URI physical therapy graduate grateful to clinical instructor for giving him back his life

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Tim Haitz inspired to become a physical therapist

KINGSTON, R.I. – June 19, 2014 – Timothy Haitz was 30 years old when he discovered that one of his legs was an inch shorter than the other. Kids teased him during high school, calling him “swivel,” and now he finally knew why he couldn’t walk like the others.


The man who gave Haitz the shocking news was Michael Noonan, a clinical instructor for the University of Rhode Island’s physical therapy program and owner of a private practice in South County.


Noonan made Haitz whole again, and Haitz returned the favor in a big way.


The now 48-year-old South Kingstown resident gave up his career as a commercial fisherman and became a physical therapist, graduating this spring with a doctorate from URI’s physical therapy program.


“Thank goodness I met Michael,” says Haitz. “He saved my life.”


“Tim is an amazing guy,” says Noonan. “He’s got a lot of integrity, and a lot of drive.”


Haitz was 14 years old when he was riding his bike home after baseball practice and a car hit him. He was thrown 20 feet and landed head first on the road. He broke his right leg and dislocated his pelvis and jaw. His injuries were so serious doctors recommended amputating his right leg above the knee. No way, his mother said.


He spent four days in a coma. He was in traction for three months. After that, he endured a hip cast for four months. “Physically, I was a mess,” says Haitz. “I didn’t walk for a year.” No more baseball, no more cross country running, no more hanging out with friends.


The accident came at a terrible time in his life. He was a growing teenager, but because of his injuries only half of his lower body developed normally. He made up for his shorter leg by “contorting my upper body to even myself out,” he says.


He developed something called functional scoliosis. Mean kids called him “swivel” for his awkward gait. “Still, even then, I was totally unaware of what was happening to me physically,” he says. “I was never re-evaluated after I got out of the hospital. I just grew into my injury.”


The years passed. He graduated from high school and joined his family’s commercial fishing business, spending weeks at a time on Lightning Bay and his family’s other trawlers fishing for cod, haddock and yellow tail flounder on the Eastern Seaboard.


His back ached constantly, sometimes so bad he couldn’t stand up straight. Still, “I just had to muddle through it,” he says. Eventually, he couldn’t take it any more and decided to seek a physical therapist. A friend recommended Noonan.


The diagnosis was swift. Not only was his right leg shorter, but he also had a left “ilial upslip,” which meant his pelvis had slipped upward over time. Also, the ligaments in his right knee and his hamstring muscles were shot, torn during the boyhood accident and never repaired.


The two got to work. Noonan used muscle energy techniques and “manual manipulation” to align Haitz’s pelvis. He put a one-inch heel lift in his shoe. Sometimes, Haitz would pay him with fish and lobsters.

After months of therapy, Haitz started to feel like a new man. “I lived in pain, continuous pain, for years,” he says. “Michael gave me the inspiration and motivation to bring challenges back into my life.”


Haitz found a sport his body could handle – cycling. At first, he cycled for fun, then began to compete in races and discovered that he had enormous lung capacity. He went on to become a nationally ranked cyclist, winning titles at the state and regional levels, including the New England Single Speed Mountain Bike Championship three years in a row. He also competed internationally three times at the World Cyclocross Championships in Belgium, finishing 15th one year.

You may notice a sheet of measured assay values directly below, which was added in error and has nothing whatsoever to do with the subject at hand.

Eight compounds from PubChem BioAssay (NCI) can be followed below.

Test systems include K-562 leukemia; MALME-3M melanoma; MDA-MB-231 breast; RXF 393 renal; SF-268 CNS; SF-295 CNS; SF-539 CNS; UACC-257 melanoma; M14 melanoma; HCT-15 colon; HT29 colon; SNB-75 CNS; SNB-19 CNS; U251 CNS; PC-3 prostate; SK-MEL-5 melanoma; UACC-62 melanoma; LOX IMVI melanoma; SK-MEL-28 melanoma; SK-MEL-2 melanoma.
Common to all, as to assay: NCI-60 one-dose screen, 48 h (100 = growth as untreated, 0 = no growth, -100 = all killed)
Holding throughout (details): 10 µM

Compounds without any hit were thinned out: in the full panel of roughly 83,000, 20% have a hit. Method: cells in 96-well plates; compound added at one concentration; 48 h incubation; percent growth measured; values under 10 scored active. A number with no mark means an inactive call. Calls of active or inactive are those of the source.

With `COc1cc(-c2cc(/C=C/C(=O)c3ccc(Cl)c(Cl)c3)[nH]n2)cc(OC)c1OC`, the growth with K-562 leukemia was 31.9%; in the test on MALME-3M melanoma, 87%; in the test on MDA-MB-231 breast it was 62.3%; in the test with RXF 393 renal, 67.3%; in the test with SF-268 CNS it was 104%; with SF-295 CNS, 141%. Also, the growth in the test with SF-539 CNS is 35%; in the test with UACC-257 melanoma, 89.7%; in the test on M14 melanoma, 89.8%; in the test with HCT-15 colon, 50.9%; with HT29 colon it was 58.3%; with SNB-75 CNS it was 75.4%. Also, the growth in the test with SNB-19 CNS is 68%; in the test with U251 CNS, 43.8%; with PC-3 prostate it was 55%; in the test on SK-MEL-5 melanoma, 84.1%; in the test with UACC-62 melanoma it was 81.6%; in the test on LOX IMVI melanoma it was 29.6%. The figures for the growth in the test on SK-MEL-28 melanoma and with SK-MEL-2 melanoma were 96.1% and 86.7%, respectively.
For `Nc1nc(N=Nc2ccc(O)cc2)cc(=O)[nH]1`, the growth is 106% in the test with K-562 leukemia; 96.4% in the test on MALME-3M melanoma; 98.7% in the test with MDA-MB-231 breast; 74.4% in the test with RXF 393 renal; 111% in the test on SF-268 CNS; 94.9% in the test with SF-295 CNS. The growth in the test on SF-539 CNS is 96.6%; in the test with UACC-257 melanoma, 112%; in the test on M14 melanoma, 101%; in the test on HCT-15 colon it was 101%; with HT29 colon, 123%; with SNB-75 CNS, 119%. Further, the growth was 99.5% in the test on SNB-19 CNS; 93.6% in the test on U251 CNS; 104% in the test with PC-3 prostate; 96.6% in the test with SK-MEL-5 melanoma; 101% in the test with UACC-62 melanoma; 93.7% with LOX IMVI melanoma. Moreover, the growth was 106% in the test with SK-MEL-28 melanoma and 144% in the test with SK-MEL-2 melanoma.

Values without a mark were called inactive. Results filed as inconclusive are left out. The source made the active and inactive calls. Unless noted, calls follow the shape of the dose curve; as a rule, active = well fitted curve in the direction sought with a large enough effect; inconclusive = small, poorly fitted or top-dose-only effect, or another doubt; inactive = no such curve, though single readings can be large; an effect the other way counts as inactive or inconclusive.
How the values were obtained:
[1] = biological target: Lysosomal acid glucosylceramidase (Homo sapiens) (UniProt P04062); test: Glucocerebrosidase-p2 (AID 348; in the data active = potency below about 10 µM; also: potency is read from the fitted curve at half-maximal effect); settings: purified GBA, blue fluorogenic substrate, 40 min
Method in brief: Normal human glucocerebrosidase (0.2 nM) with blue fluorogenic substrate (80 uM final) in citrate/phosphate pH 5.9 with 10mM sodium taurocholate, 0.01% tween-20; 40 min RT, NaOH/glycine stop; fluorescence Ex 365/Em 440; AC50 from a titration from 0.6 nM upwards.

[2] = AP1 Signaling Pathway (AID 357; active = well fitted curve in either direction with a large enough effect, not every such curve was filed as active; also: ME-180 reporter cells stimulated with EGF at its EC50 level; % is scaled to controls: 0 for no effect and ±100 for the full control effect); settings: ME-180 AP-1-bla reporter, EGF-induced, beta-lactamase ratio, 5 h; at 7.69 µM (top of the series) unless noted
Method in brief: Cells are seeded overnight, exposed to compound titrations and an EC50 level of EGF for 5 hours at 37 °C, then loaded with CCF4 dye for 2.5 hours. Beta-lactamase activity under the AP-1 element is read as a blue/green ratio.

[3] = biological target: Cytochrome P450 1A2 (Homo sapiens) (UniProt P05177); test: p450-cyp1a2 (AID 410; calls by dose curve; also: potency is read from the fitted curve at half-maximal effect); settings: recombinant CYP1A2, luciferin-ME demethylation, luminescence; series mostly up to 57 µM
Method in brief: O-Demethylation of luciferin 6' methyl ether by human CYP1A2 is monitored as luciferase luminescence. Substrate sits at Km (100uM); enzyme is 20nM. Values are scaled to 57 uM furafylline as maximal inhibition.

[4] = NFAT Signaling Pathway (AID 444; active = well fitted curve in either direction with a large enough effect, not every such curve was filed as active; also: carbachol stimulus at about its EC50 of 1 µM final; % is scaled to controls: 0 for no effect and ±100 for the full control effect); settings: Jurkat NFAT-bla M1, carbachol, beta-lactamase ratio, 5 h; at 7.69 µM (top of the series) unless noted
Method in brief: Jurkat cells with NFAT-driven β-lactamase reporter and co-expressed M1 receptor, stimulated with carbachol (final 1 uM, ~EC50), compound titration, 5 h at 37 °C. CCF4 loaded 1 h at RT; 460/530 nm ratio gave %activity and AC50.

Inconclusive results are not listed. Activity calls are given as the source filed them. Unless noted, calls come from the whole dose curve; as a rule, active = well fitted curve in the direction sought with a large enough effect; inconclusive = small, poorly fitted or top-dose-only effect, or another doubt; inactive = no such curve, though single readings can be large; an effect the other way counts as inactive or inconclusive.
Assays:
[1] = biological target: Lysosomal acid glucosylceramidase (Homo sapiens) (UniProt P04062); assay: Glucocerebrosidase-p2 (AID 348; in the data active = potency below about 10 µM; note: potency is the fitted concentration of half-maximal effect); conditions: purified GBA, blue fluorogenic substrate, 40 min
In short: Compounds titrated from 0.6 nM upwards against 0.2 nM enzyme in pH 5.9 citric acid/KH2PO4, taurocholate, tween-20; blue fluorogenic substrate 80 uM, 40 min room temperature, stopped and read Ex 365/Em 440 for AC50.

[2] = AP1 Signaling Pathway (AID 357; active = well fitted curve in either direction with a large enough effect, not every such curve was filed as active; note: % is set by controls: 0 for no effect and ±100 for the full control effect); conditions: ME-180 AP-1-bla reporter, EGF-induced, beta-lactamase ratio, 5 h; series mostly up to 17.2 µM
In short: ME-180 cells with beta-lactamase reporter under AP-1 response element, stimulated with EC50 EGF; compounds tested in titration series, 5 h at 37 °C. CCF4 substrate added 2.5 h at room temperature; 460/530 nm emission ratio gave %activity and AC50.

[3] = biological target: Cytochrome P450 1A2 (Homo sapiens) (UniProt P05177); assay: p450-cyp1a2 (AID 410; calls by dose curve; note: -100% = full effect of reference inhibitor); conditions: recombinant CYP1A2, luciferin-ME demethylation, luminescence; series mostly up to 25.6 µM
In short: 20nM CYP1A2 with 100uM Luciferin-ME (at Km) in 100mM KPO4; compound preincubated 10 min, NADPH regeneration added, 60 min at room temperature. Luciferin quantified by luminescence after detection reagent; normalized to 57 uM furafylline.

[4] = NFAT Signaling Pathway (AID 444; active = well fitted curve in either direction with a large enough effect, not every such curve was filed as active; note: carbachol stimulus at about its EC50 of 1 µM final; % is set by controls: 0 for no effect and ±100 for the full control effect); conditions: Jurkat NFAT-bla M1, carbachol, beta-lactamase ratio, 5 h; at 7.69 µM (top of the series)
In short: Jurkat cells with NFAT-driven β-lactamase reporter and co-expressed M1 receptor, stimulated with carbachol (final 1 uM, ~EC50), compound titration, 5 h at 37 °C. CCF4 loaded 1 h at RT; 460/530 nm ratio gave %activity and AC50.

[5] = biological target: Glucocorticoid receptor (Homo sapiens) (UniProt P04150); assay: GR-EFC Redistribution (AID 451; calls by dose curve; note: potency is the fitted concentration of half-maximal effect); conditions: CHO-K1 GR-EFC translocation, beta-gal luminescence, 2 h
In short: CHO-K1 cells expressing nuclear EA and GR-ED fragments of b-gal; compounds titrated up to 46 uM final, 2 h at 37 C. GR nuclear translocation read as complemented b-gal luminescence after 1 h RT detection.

Noonan was not surprised by his patient’s success: “His drive and desire to get to an end is phenomenal.”


A decade ago, Haitz had one of those revelatory moments: He decided to switch careers. At the urging of his wife, Mia, a former URI math lecturer, and his mother-in-law, he enrolled at URI, earning his bachelor’s degree in exercise science in three years. Then he studied three more years to get his doctorate in physical therapy, or D.P.T.


“The faculty and professors were there for me and did everything they could to teach me how to be an exceptional physical therapist,” says Haitz. “It was a hands-on experience.”


Looking back, he is certain he chose the right path. “My life was changed by a physical therapist,” says Haitz, who is healthy and largely pain-free now. “My life was changed forever by a physical therapist.”


Noonan says he is just as grateful to Haitz.


“Wow, what a compliment that you could help someone change their lives to that degree,” he says. “In school, he didn’t just memorize facts; he understood everything. He’ll be a great physical therapist.”


And he won’t work far from Noonan. After he passes his national boards, Haitz will join Noonan’s practice, Physical Therapy Services of Rhode Island, in Wakefield and Wickford.


The instructor and student will heal others together. “As physical therapists we can change people’s lives on a daily basis,” says Haitz. “And that is powerful. Take my life.”


Pictured above:

Michael Noonan, a clinical instructor for the University of Rhode Island’s physical therapy program, and Timothy Haitz, who received his doctorate in physical therapy this spring at URI. Photo courtesy of Timothy Haitz.


Timothy Haitz, of South Kingstown, who received his doctorate in physical therapy this spring from the University of Rhode Island, competing in a cycling race. Photo by Jonathan S. McElvery.